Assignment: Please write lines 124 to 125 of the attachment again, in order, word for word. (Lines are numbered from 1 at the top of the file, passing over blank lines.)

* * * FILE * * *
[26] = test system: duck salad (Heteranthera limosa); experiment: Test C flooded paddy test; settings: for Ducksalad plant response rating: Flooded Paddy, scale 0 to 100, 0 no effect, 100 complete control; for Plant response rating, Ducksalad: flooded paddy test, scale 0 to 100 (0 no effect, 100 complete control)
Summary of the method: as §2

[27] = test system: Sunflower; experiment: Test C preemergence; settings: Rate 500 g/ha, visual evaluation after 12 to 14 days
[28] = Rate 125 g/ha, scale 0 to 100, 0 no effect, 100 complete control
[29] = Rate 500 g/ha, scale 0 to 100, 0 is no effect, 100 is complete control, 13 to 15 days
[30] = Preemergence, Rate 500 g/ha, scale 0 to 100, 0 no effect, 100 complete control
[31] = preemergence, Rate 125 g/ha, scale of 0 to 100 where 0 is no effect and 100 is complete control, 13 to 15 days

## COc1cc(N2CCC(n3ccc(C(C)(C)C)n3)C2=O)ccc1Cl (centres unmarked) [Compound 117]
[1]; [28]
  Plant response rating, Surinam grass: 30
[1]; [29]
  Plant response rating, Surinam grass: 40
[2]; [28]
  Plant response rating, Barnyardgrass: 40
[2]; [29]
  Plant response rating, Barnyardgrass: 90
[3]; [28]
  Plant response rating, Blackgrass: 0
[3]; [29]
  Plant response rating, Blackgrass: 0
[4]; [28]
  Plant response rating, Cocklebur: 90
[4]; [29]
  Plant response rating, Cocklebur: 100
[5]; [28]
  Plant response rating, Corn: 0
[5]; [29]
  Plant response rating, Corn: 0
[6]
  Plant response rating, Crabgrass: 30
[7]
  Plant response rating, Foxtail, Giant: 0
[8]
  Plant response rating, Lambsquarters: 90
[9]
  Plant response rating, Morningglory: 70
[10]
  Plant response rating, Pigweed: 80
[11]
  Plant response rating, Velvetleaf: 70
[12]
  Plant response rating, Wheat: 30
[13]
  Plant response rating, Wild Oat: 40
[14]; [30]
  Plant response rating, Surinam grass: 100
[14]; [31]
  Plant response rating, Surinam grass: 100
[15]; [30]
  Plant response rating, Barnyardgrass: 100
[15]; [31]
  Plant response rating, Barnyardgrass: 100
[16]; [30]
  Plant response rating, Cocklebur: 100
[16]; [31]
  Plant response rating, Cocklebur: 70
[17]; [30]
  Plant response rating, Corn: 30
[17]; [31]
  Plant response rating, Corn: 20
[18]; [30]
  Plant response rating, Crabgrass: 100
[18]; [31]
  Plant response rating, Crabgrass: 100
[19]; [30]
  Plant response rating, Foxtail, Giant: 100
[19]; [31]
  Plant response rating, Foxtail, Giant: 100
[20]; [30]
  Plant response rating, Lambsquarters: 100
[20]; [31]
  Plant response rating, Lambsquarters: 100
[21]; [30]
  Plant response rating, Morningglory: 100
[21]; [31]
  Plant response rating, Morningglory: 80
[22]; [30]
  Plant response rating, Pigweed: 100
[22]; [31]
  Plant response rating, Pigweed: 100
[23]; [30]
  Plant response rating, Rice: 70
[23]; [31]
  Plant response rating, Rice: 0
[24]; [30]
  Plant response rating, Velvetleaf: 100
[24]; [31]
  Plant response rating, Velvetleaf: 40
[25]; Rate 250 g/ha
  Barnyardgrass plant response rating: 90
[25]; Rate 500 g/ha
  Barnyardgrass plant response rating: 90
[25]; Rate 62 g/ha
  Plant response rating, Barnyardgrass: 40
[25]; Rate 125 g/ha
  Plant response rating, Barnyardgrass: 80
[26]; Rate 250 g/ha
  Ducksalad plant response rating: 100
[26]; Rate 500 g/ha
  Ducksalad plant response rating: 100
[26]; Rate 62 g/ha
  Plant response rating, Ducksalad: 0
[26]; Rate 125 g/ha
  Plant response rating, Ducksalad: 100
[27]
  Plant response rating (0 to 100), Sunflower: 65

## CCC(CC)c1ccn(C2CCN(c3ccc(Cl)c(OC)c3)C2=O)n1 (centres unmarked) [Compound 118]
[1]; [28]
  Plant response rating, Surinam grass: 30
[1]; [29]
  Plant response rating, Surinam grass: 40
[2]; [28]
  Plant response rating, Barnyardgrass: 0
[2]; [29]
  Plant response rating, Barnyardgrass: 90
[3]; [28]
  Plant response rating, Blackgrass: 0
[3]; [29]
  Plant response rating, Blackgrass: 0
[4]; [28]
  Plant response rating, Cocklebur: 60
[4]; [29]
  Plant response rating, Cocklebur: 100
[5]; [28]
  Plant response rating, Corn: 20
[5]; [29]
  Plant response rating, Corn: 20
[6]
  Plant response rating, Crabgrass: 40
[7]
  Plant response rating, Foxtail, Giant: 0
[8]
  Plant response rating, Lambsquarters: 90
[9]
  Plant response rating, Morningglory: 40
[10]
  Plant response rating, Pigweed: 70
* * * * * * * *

[5]; [28]
  Plant response rating, Corn: 20